By Jennifer Rosinski
A UMass Medical School program that supports the brothers and sisters of those who receive in-patient psychiatric care has had a profoundly positive effect on the Cummings family of New Hampshire, according to WBZ-TV.
"Wednesday nights kind of became our night to go together to the hospital and that was the start of a new relationship for us, a very close relationship," Rebecca Cummings told WBZ-TV about her involvement with the Sibling Support Program. Cummings and her youngest daughter, Marcie, participated while her older daughter was in the hospital receiving care for mental health needs. "We were bonded in our sadness and we had to sort of reinvent things."
The Sibling Support Program from UMass Medical School's Eunice Kennedy Shriver Center was created by Emily Rubin, MA, a lecturer in psychiatry at UMass Medical School. It is currently being offered at Cambridge Health Alliance and Franciscan Hospital for Children to families of children who have been admitted the hospitals' mental health units.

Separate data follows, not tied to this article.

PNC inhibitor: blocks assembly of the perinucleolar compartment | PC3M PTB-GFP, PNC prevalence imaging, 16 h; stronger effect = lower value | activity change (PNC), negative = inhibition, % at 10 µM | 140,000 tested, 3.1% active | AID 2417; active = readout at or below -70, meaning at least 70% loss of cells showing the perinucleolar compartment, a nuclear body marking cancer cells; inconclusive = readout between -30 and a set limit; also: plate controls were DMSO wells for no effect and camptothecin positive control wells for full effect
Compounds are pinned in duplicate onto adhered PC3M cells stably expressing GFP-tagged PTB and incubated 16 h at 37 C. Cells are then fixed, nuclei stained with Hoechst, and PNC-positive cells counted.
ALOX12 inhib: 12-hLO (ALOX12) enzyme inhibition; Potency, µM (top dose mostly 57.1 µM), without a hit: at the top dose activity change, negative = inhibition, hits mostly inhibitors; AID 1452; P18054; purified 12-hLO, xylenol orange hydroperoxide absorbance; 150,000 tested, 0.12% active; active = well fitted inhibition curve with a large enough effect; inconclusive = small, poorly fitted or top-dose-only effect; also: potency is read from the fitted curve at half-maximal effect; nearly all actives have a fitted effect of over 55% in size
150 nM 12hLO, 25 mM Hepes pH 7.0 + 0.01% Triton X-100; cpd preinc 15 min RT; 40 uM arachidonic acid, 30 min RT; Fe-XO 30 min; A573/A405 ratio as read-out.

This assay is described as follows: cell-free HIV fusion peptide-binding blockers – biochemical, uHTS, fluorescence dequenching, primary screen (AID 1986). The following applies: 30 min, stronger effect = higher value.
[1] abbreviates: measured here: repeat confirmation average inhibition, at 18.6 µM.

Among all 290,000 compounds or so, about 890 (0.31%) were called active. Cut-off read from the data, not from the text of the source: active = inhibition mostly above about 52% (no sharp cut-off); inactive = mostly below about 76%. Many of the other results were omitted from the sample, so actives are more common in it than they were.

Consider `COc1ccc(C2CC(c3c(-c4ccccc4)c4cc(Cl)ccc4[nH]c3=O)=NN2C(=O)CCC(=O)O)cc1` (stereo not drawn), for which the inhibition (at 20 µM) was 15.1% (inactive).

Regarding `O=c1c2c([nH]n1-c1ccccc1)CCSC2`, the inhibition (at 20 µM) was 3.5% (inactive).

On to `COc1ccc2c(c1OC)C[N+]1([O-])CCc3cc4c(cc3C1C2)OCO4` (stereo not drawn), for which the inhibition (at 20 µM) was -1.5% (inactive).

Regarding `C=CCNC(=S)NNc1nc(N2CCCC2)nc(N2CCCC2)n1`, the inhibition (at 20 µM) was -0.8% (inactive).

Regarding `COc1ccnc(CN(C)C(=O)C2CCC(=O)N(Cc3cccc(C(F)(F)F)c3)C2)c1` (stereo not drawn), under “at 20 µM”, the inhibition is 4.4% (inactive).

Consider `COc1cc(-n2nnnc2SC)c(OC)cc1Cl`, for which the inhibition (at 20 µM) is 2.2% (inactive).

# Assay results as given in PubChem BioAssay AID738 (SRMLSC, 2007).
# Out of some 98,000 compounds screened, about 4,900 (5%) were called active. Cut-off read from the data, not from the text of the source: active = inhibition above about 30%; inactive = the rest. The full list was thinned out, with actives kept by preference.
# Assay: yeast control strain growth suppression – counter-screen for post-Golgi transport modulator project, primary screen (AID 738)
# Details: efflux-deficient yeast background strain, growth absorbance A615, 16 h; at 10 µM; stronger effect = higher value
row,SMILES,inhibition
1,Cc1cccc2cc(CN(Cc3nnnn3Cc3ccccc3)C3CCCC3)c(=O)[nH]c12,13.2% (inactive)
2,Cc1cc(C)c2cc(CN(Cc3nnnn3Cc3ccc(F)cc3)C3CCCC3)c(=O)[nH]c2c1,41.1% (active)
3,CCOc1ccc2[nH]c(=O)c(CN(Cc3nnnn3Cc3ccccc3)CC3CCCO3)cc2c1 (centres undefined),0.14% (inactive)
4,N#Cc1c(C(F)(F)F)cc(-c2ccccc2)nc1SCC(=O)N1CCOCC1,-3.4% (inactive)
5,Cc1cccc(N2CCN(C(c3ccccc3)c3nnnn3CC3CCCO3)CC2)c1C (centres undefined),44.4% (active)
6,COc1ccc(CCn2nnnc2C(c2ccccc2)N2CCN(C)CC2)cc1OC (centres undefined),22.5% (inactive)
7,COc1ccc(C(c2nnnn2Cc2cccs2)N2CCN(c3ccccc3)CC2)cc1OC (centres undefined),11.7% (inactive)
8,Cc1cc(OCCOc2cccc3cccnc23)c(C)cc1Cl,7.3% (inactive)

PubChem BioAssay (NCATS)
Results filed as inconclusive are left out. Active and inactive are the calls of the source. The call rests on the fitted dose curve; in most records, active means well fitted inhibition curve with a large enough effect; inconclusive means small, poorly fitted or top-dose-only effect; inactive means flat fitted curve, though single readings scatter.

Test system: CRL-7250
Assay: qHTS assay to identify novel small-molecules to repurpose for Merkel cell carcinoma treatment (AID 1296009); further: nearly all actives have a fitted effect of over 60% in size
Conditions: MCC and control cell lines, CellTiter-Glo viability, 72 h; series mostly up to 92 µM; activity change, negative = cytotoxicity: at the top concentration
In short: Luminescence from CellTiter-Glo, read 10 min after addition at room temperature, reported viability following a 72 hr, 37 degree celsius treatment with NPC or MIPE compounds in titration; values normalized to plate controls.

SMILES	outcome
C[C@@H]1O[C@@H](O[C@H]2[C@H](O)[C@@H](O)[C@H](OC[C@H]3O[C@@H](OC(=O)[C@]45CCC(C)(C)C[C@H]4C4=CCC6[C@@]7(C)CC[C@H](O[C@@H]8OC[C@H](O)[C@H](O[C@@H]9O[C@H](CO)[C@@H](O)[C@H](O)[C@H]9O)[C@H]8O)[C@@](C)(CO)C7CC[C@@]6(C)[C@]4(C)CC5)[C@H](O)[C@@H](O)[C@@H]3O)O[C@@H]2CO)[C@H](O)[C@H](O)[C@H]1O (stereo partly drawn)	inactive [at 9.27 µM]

"The goals are to build resiliency and decrease trauma, primarily among siblings, but also among all family members, also to build parental competency and confidence," Rubin told WBZ-TV.
Trained parent mentors run psycho-educational groups for parents, and clinicians and trainees run the groups where siblings can process their trauma and learn coping skills.
"Parents are doing the best job they can," Rubin told WBZ-TV. "But usually in these families, there's so much chaos and drama around the child with mental health issues, that the siblings’ voices really don't get heard and their needs don't get met."
More resources can be found in this brochure, Supporting Siblings of Children with Mental Health Needs, written by Rubin for the Massachusetts Developmental Disabilities Network.